STANDISH – In late July, eight students from Standish, Windham, Raymond, Casco, Limington and Portland, ranging in age from 14-19, participated in the 2013 Cumberland County Sheriff Explorer Academy Post 3 Program held at Saint Joseph’s College in Standish.

“I think the Cumberland County Explorer Academy is a great way to teach and explore the basics of law enforcement,” said class leader Robert Mooney, a Limington native and recent graduate of Bonny Eagle High School.

The Post 3 program is a mock police academy run in conjunction with the Law Enforcement Explorers program through the Boy Scouts of America. Its goal is to teach young men and women the ins and outs of law enforcement while simulating the rigors of a real police academy.

“Our objective during the academy phase of the Explorer Post is to instill the core values of the post into the cadets,” said Cumberland County Sheriff’s Community Policing Deputy Paul Pettengill. “During formation we have the cadets repeat the words ‘pride, honor, integrity and leadership’ so they understand the importance of these values. Our hope is that they bring these values into their personal lives and live it on a daily basis.”

Cadet Mooney is certain those words will have a major role in his life.

“The academy has taught me pride, honor, integrity and leadership,” said Mooney whose future plans include joining the military and eventually becoming a Maine Game Warden.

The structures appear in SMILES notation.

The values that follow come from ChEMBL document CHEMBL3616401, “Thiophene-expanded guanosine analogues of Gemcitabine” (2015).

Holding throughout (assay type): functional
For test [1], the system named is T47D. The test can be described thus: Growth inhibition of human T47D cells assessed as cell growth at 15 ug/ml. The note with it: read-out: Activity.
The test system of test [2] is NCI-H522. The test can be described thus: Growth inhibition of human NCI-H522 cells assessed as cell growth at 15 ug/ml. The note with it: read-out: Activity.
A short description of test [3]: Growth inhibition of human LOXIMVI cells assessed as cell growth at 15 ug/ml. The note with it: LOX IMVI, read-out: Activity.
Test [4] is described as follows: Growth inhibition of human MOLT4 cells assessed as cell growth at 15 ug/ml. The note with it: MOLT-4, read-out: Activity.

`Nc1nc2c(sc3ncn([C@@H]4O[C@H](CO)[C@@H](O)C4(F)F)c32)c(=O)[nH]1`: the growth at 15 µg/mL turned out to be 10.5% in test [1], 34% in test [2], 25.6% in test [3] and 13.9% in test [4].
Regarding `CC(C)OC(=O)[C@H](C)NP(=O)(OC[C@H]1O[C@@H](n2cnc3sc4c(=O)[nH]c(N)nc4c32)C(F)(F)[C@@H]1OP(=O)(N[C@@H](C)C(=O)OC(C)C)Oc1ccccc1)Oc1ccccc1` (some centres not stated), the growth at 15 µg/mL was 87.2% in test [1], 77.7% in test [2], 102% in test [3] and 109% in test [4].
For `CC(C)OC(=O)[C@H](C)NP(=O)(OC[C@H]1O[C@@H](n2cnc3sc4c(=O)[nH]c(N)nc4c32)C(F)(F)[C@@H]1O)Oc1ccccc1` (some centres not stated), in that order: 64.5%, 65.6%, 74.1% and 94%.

During the academy, which ran July 22-26, cadets lived in dorms at St. Joseph’s College, participated in daily physical training, were fingerprinted and attended classes taught by retired police sergeants, corrections officers, and Cumberland County Sheriff’s deputies. Classes included, domestic violence awareness, the criminal justice system, crime scene investigations and procedures and boat patrol, which enabled the cadets to tour Sebago Lake and look for unsafe activity.

The program was free again this year for students thanks to the space donation from the college, and was run at no cost to the sheriff’s office.

“We are so grateful that the college continually supports this program and allows us to use the facilities at no charge,” said Pettengill. “To be able to offer this at no cost to the cadets or the sheriff’s office is truly incredible.”

“We have a very strong relationship with the Cumberland County Sheriff’s Office,” said Maureen LaSalle, director of events at Saint Joseph’s College. “They are very supportive to us, so being able to host the program for them is a great way for us to reciprocate that support. It is also great to see these cadets, our future leaders, enjoying our campus and what we have to offer here.”

Friday afternoon, eight cadets, dressed in full sheriff’s deputy uniforms graduated under the summer sun.

“This has been a spectacular group,” said Pettengill. “I am proud of each and every one of these cadets.”

Cumberland County Sheriff’s Chief Deputy Naldo Gagnon, Cumberland County Commissioner Sue Witonis, the Rev. Jeff Mcllwain, captains Craig Smith and Shawn O’Leary and Cadet Capt. Matthew Dahms congratulate cadet Paul Smith on his graduation from the program.Associate Adviser Shawn McDermott, in vehicle, and cadet Dylan Matthews run through a traffic stop scenario during recent Explorer Academy training at Saint Joseph’s College in Standish.


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